The Walking Dead’s Rick Grimes Movie Will Stand on Its Own and Appeal to a Broad Audience

Scott Gimple, The Walking Dead chief content officer and writer-producer on the untitled TWD movie [...]

Scott Gimple, The Walking Dead chief content officer and writer-producer on the untitled TWD movie that sees Andrew Lincoln reprise his role as zombie-slaying former sheriff's deputy Rick Grimes, says the franchise's first film will both appeal to a broad audience and honor fans of the television show now airing its tenth season on AMC. Comparing the film to Hugh Jackman's Wolverine sendoff Logan, which doubled as a sequel-slash-ending point for the X-Men franchise, the former showrunner hopes the films will draw in moviegoers unfamiliar with TWD Universe, including younger audiences who have yet to see an episode of any Walking Dead show.

"In doing it, that's sort of the prime directive, not to get into Star Trek… you have to make it worth it for them to go," Gimple told THR's "TV's Top 5" podcast when asked about the movie's cinematic value. "So you have to give them complete entertainment that uses that giant screen, but also hits them in the heart so that you walk out of that theater with a smile on your face, maybe your heart racing a little bit."

Set sometime after Rick's disappearance from Virginia, which initiated a six-year time jump on the mothership series, the planned trilogy finds the abducted and believed-dead Rick in the hands of a far-reaching shadowy organization that has plans to rebuild the world nearly a decade into the zombie apocalypse.

"It's a different thing, and I think in some ways it's about the completeness of the story, fulfilling the character of Rick Grimes and taking people on a bit of a thrill-ride, to boot," Gimple said. "It is a different format, you know, movies are not television. There's been a lot of talk of TV shows being like one long movie. There's a real art to making that 90-minute, 120-minute entertainment — the lights go out, you get taken to another place, the lights come up, and you forgot you were away. It's a different kind of challenge, and I'm loving tackling it."

Asked about its appeal to a broad audience that includes moviegoers who have never seen an episode of any Walking Dead show, Gimple said, "This is for everyone."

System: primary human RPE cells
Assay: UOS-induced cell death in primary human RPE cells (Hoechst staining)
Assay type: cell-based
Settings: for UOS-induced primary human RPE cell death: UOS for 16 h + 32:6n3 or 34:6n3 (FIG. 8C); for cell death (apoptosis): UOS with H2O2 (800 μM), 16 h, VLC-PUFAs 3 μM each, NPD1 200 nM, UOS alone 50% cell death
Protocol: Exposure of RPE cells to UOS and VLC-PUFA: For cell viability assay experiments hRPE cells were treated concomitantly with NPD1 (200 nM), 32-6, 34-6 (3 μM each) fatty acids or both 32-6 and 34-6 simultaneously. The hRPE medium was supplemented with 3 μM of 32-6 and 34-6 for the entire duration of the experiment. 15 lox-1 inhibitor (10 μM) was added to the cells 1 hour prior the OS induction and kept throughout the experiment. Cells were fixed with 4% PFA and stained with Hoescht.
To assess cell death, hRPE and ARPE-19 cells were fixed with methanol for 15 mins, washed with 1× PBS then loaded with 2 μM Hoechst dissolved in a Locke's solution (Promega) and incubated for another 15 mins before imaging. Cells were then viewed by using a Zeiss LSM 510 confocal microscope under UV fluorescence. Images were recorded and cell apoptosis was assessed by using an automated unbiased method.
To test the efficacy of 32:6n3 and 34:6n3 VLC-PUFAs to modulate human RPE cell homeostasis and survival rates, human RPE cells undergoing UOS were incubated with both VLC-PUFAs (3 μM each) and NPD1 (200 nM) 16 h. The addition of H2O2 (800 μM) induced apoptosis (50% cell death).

"We have to honor the fans of the show, absolutely, but I don't think that's mutually exclusive to letting other people in. And if this is the very first Walking Dead thing they've ever seen, they'll enjoy it," Gimple continued. "They'll be like, 'Whoa, that was a crazy zombie movie. Is there other Walking Dead stuff? I think I've heard that before.' I mean, that is the idea. I think [George A.] Romero did that. I think we've set up things for an amazing story that people will get a certain satisfaction from, having had the relationship a long time to the story."

Like Logan, the Rick Grimes movie will be mostly self-contained despite taking place in a larger universe that includes ties to AMC's upcoming second spinoff co-created by Gimple with TWD veteran Matthew Negrete.

"I think of Logan a lot. Logan is a movie that, if you grew up on X-Men comics and the cartoons and the wonderful canned pastas, when you saw Logan, you got this extra thing out of it. But if you've never seen or read an X-Men thing in your life and you just stumbled onto Logan, I think that movie stands on its own," Gimple explained. "We need this movie to stand on its own. And I would be unbelievably grateful if we create something that maybe even young people stumble onto, who have never watched an episode of The Walking Dead, and then they have this giant library that they can go home and consume, and hopefully have a great time with. But yeah, this is a movie that's gonna be for everybody."

Release dates for TWD movie trilogy have not been announced. The films will be distributed into theaters under Universal Pictures.

New episodes of The Walking Dead Season 10 premiere Sundays at 9/8c on AMC. For more TWD intel, follow the author @CameronBonomolo on Twitter.